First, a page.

Today’s guest picture comes from my brother Andrew who started the new year by visiting the strangely named Locko Park where he met a fine lake.
Our year here started with a brilliantly sunny but rather chilly day. I would have liked to have taken part in the eight mile walk/run event that starts the Langholm year off but a combination of stiff muscles and sore feet persuaded me that a bike ride would be a better bet.
After a late breakfast, a little cooking and dawdling my way to coffee, I saw that the thermometer had climbed to 5°C so I got my cycling clothes on, got out my bike, leaned it against the car while I filled my water bottle and then looked at the car windscreen.
It was still covered with ice.
I put the bike back in, took my cycling clothes off and went for a walk. The roads may well have been 99% clear of ice but it is that other 1% that I am hoping not to meet this year.
My idea was to walk to the top of a 1000ft hill and admire the views and so I headed up Meikleholm Hill (859ft), intending to go along the ridge and onto the next hill, Timpen (1069ft), and get my views there.
I passed some fine fungus…
…and was soon looking at views from about 656ft…
…but not long afterwards, I found myself looking at the enquiring heads of cattle peeking over the skyline and looking back at me.
For the second time today, I changed my plan. I retreated.
I lost about 100 feet and found a cattle free but steep route to the top of Timpen. There were a number of views available and the air was remarkably clear for once.
I looked north along the ridge….
…and down into the Esk valley curling among the hills.
Nearer to me I could see the river running through the fields of Milnholm.
Going further round, I could see Castle and Potholm Hills making a barrier between the Esk and the Ewes Water on the far side.
And going round further still, I could look back down on the town, 800 feet below.
It was warm enough in the sunshine for me to unbutton my jacket, put my gloves in my pocket and still feel rather hot after the climb.
Coming back down the hill, I chose a cow dodging route using a mountain biking trail through the woods on the shady side of the hill.
The track was well maintained and although it was much colder out of the sun, it was a pleasure to walk along a track that I had never used before. I ended up down on the road about a mile out of town and took the path above the river that leads to the Duchess bridge (part of Walk 2 of the Langholm Walks).
Trees had fallen across the track but some kind person had come along with a chain saw and cut a Tootlepedal sized hole in the trunk…
…so I was able to arrive safely on the flat of the Castleholm and walk along the tree lined Lodge walks in the sunshine.
I crossed the Sawmill Bridge and strolled along the Kilngreen. There were many gulls on the fence posts but as I got near, they flew off and only one remained.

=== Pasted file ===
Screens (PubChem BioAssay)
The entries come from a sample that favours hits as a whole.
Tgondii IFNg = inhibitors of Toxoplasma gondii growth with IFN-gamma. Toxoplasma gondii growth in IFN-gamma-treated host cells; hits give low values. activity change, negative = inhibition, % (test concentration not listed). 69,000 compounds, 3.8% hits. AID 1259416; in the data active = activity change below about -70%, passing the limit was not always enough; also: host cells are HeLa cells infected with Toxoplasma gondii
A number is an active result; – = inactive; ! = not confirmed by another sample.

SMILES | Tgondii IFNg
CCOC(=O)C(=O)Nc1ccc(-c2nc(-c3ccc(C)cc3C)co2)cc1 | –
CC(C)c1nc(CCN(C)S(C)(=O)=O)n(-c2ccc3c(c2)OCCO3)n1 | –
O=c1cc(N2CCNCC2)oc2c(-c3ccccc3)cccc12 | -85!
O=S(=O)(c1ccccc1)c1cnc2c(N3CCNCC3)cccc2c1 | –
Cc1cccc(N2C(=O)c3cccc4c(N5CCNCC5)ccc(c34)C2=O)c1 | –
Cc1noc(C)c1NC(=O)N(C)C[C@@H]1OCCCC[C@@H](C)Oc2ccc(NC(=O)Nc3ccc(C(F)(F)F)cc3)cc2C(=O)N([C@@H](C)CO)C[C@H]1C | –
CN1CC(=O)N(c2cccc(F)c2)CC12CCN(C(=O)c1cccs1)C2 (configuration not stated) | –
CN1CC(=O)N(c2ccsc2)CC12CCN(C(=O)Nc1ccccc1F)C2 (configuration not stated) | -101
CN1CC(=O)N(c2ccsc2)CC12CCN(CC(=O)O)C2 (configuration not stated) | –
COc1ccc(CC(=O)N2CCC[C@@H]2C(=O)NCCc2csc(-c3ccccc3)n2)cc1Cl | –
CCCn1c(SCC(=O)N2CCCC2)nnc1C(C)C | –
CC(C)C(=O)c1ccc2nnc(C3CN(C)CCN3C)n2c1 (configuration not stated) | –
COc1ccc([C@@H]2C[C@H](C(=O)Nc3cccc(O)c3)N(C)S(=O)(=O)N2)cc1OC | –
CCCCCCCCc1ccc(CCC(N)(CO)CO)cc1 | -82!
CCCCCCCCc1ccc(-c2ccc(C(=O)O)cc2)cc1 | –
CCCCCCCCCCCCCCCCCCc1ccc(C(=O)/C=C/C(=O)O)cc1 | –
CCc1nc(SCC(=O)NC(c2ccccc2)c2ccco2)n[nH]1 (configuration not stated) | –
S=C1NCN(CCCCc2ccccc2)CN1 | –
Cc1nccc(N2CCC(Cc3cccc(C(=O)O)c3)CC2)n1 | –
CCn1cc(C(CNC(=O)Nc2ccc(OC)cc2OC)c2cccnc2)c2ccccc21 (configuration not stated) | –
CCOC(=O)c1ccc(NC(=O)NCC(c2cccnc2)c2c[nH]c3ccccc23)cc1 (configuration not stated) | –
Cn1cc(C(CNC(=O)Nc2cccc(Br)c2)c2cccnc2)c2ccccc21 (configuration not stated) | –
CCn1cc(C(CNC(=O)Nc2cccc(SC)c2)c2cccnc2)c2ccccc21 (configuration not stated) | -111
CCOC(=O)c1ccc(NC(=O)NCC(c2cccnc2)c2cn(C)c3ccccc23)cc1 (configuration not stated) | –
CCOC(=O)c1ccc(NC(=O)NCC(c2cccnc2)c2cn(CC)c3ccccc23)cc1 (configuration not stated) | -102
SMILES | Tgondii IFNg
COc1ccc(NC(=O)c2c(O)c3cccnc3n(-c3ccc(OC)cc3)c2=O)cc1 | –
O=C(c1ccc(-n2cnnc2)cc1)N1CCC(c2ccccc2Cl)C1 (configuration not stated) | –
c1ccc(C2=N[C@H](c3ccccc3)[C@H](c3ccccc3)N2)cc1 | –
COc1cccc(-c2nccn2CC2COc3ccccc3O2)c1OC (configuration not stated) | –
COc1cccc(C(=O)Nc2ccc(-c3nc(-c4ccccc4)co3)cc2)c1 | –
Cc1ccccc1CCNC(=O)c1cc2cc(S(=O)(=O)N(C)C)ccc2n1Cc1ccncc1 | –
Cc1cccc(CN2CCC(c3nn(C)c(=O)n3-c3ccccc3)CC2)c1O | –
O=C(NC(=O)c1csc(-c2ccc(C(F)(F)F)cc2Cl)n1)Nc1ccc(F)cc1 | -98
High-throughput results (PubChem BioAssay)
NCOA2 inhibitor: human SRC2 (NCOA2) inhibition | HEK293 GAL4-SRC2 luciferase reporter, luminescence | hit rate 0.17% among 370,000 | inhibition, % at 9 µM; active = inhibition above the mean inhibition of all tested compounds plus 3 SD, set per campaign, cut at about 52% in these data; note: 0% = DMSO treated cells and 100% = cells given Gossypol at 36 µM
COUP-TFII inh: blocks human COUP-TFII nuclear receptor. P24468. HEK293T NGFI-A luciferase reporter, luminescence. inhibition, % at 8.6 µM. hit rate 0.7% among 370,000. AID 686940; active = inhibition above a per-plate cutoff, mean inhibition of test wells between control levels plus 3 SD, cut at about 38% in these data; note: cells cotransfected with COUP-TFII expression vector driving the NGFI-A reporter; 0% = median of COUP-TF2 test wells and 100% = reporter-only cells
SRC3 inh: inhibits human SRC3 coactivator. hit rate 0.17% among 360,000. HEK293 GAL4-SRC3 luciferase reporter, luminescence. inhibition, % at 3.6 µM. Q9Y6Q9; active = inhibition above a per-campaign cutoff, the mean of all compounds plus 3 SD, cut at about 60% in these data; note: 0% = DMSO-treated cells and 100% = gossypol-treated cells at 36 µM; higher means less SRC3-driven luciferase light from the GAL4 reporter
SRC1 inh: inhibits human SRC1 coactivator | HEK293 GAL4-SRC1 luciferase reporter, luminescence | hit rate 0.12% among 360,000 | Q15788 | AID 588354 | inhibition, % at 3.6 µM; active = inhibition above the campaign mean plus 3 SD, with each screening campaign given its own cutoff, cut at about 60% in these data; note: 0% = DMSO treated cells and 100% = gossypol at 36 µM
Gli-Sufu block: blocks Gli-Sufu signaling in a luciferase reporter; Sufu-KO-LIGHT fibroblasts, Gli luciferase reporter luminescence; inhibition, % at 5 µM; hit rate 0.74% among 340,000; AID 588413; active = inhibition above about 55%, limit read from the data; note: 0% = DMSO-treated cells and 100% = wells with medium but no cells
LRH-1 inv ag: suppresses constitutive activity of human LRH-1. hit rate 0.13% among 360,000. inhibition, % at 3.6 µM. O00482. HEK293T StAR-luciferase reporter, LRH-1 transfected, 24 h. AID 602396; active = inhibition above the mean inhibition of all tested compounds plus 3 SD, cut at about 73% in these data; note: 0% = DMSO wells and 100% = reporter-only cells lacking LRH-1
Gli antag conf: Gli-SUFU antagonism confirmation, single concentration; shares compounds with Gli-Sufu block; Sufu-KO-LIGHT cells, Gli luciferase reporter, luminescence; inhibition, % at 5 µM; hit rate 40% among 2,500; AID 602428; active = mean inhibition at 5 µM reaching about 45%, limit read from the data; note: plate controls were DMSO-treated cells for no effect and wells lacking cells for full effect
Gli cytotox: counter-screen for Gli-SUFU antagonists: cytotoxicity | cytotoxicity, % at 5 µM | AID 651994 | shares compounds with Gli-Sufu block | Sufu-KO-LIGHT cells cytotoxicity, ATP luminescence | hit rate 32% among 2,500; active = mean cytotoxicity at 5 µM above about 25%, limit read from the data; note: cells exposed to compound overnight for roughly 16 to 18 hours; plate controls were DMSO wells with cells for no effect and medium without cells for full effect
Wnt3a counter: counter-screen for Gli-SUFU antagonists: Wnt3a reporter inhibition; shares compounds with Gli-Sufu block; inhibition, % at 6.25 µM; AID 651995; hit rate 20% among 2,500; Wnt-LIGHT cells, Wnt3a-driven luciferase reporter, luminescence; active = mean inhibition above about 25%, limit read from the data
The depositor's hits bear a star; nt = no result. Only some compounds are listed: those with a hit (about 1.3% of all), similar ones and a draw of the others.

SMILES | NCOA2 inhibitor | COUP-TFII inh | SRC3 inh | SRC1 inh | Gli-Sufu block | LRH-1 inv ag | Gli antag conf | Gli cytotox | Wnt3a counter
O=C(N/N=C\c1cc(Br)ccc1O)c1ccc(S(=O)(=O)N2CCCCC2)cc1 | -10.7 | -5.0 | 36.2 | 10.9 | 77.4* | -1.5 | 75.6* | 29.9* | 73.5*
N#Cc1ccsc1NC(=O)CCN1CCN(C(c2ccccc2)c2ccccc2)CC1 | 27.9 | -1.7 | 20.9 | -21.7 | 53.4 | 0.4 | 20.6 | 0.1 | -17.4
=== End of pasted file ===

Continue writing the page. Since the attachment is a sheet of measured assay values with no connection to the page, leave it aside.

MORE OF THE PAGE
I feel fairly sure that if I had had my flying bird camera with me, they would all have stayed glued to the posts.
Looking back up the river, I could see the sun tipping the hill with gold where I had stood an hour earlier taking in those views.
One of the really good things about our hills to my mind, is the ease with which one can get up and down them without requiring a mass of time and special walking kit. I did find my two walking poles very useful though as the grass on the shady side of the hill was still frosty and slippery in places.
I tried to catch a flying bird in the garden when I got home but they were nowhere to be seen and this shy character was the only bird available.
I collected Mrs Tootlepedal who was at work on her rocking horse restoration project and we went off to see Mike and Alison Tinker and wish them and their daughter and her family who were visiting, a happy new year.
We had a sociable new year drink and some good conversation and Mike and his daughter Liz, who is a professional horticulturalist, pointed out that two days ago, the blog had wrongly called this shrub, which we encountered on a walk, a pernettya…
…whereas Mike actually has a pernettya in his garden and it looks like this…
…and what we had seen two days ago…
…was a Symphoricarpos or snowberry. I apologise deeply for the error which must have appalled many readers who were too polite to point it out.
I was slightly envious when I saw a steady stream of birds visiting Alison’s feeder as we sipped and chatted. Liz presented Mrs Tootlepedal with a bowl of hyacinths as a new year’s gift and I hope this will appear in future posts when they burst into flower.
I had made a beef and mushroom stew in the slow cooker in the morning so we were well supplied for our evening meal when the time came.
In the absence of any flying birds, I can offer an echelon of gulls who returned to their posts as soon as I had got too far away to photograph one individually.